“Diet and constant exercise helps me control PCOS”

How Doreen Seah deals with polycystic ovary syndrome, which affects the fertility of almost 1 in 10 Singaporean women.


“I was always quite fit as a child and through my school years. I was in NCC, I ran, I was active in church. Active and always exercising.

“Things didn’t change much until I started working in my first job. I can’t quite remember when exactly, but my menses started being irregular and I started getting quite big. At first I thought I was putting on weight, so I tried dieting. My weight went up and down, like my clothing sizes.

“I got married, and stopped exercising. I actually had not too much difficulty getting pregnant — but the irregular periods and bloating still occurred. Then my gynae who handled my child’s delivery and did a blood test, called me in for an ultrasound scan of my ovaries.

“He told me I have PCOS. He said it’s a hormone imbalance and something like 8 per cent of women in Singapore have it. My body was making more androgens (male hormones). My gynae said everyone makes a little bit, but mine was higher than usual. And it had lead to cysts forming on my ovaries, which could lead to scarring. I felt so lucky that I had had no problems having my son.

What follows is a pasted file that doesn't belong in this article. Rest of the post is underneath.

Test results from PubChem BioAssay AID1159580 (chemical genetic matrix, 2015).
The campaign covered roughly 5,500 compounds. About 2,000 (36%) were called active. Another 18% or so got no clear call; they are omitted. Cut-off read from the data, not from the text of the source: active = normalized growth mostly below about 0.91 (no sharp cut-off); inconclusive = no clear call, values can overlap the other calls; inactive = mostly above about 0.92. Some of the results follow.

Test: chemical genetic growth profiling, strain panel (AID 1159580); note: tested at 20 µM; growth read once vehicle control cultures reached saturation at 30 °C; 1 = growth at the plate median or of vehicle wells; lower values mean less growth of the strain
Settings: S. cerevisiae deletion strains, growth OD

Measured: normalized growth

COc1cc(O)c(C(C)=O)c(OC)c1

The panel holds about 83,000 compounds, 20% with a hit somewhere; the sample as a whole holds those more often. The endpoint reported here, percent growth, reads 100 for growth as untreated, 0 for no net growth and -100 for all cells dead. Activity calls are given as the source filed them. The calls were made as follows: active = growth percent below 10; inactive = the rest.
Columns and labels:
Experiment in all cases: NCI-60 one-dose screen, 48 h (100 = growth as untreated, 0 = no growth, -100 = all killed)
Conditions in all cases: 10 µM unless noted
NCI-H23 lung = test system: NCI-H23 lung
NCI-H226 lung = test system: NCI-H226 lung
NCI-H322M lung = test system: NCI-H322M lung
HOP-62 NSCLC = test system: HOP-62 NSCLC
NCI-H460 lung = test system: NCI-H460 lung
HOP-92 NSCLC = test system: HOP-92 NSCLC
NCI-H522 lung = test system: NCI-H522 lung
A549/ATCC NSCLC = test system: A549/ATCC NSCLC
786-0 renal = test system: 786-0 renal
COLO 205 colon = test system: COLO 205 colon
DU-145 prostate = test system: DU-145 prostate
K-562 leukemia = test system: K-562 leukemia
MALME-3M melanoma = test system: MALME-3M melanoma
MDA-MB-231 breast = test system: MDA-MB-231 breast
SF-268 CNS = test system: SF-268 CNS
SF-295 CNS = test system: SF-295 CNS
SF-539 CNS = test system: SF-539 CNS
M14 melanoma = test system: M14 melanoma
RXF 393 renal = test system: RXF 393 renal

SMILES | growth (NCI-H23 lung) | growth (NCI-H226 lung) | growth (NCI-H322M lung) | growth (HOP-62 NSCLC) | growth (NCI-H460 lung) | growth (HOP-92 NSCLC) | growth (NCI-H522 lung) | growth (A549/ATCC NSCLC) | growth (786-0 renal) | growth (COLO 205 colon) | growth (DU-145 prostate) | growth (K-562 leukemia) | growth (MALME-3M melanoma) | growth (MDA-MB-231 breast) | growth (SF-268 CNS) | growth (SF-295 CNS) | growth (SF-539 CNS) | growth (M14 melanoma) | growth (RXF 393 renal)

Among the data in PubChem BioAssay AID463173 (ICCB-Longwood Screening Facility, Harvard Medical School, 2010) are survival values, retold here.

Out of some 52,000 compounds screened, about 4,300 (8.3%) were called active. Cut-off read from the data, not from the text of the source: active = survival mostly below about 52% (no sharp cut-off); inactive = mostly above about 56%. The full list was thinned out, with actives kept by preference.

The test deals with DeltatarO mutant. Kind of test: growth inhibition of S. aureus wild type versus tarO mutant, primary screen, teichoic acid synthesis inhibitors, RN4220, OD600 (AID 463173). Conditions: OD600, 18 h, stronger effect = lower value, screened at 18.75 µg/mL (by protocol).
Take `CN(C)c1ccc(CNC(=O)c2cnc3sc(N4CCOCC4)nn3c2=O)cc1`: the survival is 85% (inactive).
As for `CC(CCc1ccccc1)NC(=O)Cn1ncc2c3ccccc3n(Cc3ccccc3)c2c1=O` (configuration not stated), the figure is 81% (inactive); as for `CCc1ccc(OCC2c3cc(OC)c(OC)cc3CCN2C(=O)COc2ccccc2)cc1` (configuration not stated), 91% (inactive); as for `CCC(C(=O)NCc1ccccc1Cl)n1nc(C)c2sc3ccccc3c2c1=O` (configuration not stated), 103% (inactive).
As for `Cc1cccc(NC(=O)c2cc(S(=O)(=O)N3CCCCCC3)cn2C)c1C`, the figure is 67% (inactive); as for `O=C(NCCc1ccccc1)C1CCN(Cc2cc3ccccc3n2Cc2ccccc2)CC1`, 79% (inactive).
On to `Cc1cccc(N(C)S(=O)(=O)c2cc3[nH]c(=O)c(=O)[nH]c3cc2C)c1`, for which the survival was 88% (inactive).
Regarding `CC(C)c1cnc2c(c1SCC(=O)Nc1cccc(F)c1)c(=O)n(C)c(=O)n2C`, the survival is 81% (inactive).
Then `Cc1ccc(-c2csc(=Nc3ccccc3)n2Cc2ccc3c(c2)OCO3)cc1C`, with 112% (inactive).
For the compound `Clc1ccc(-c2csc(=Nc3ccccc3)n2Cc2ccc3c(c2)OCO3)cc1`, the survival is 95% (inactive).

“He explained that I had a choice — I could go for hormonal treatments or try regulating my lifestyle. He said that since I was not obese, I don’t have high blood pressure and I’m not diabetic (though my family has some history of both conditions), I could try exercising. If that didn’t work, we would have to review my treatment options.

[PCOS had lead] to cysts forming on my ovaries, which could lead to scarring. I felt so lucky that I had had no problems having my son!

“So after not exercising for 11-and-a-half years, I started running again. Actually, I built up the habit again until I was regularly running 10 clicks and completed several half marathons in the past decade. I’ve had to reduce some of that because my running took a toll on my back and my joints, but now I also do Pilates several times a week.

“I also changed my job to a less stressful one, and I am a volunteer who counsels some groups of less-fortunate people — helping with financial coaching and life management.

“I have been very lucky that my symptoms were only irregular menses and bloating (though at the time, I was kind of obsessed about my weight). I’ve talked to other people with PCOS and they’ve had so much trouble conceiving, or developed diabetes or had bad cramping.

“I have been able to control my condition through exercise and eating healthy. And I’m continuing that. I was hoping that with menopause, I could relax a bit, but apparently I will have to stay alert because the imbalances could persist after, and I will still be vulnerable to diabetes.”

Doreen Seah, 48, an administration executive, lives with her 17-year-old son, and husband of 30 years in Telok Blangah.

Read on for the low-down on PCOS…